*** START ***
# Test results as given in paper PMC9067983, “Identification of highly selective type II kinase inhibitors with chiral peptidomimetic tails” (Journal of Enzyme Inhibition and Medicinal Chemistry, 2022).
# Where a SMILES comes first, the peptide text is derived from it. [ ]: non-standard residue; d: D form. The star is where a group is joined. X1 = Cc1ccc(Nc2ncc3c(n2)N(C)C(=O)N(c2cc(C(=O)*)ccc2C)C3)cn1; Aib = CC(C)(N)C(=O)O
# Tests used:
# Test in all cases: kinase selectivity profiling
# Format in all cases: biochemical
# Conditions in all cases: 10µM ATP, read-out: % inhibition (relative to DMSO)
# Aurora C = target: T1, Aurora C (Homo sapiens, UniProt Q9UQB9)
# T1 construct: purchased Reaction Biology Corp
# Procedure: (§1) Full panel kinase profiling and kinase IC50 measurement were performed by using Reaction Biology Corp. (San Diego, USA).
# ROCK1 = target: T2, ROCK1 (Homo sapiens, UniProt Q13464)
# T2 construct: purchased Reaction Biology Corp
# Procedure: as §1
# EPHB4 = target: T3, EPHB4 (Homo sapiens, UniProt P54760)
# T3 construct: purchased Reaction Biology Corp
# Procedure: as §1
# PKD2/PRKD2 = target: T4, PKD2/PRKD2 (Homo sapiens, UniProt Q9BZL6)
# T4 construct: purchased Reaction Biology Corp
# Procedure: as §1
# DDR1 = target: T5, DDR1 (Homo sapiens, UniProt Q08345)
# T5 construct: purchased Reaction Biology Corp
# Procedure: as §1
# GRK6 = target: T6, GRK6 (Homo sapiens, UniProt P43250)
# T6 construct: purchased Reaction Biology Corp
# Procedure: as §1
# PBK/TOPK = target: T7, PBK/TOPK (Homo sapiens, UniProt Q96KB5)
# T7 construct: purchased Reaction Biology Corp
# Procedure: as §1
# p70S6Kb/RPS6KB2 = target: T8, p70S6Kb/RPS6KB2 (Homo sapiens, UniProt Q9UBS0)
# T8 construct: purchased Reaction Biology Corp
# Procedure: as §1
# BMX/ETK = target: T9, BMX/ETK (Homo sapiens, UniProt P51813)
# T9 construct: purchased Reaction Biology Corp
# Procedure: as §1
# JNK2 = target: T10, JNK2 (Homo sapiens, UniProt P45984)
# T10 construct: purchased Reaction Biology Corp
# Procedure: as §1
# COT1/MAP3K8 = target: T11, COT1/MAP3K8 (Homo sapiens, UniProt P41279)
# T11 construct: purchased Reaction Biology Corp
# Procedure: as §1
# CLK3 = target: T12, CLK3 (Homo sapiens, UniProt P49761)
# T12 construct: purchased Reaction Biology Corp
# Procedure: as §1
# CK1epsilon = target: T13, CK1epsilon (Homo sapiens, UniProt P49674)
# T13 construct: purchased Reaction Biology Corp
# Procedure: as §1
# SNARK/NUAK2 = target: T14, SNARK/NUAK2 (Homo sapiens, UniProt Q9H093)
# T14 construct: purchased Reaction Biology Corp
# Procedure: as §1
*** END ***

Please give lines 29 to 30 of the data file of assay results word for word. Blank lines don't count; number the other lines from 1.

# T8 construct: purchased Reaction Biology Corp
# Procedure: as §1